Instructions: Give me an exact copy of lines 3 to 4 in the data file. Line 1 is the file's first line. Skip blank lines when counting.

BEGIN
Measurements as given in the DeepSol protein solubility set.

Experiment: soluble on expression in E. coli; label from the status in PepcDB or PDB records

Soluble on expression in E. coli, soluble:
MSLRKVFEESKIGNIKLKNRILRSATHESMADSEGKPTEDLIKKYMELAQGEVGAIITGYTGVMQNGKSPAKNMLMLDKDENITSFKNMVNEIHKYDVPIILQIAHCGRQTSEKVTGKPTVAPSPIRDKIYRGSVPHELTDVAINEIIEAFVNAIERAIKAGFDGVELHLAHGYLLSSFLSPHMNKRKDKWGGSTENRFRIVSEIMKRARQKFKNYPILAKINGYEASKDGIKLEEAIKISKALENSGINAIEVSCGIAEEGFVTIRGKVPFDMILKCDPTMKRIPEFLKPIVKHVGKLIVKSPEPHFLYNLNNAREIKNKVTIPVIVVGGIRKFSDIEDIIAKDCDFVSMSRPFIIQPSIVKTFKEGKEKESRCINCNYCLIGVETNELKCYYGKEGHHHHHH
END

Soluble on expression in E. coli, soluble:
MSLRKVFEESKIGNIKLKNRILRSATHESMADSEGKPTEDLIKKYMELAQGEVGAIITGYTGVMQNGKSPAKNMLMLDKDENITSFKNMVNEIHKYDVPIILQIAHCGRQTSEKVTGKPTVAPSPIRDKIYRGSVPHELTDVAINEIIEAFVNAIERAIKAGFDGVELHLAHGYLLSSFLSPHMNKRKDKWGGSTENRFRIVSEIMKRARQKFKNYPILAKINGYEASKDGIKLEEAIKISKALENSGINAIEVSCGIAEEGFVTIRGKVPFDMILKCDPTMKRIPEFLKPIVKHVGKLIVKSPEPHFLYNLNNAREIKNKVTIPVIVVGGIRKFSDIEDIIAKDCDFVSMSRPFIIQPSIVKTFKEGKEKESRCINCNYCLIGVETNELKCYYGKEGHHHHHH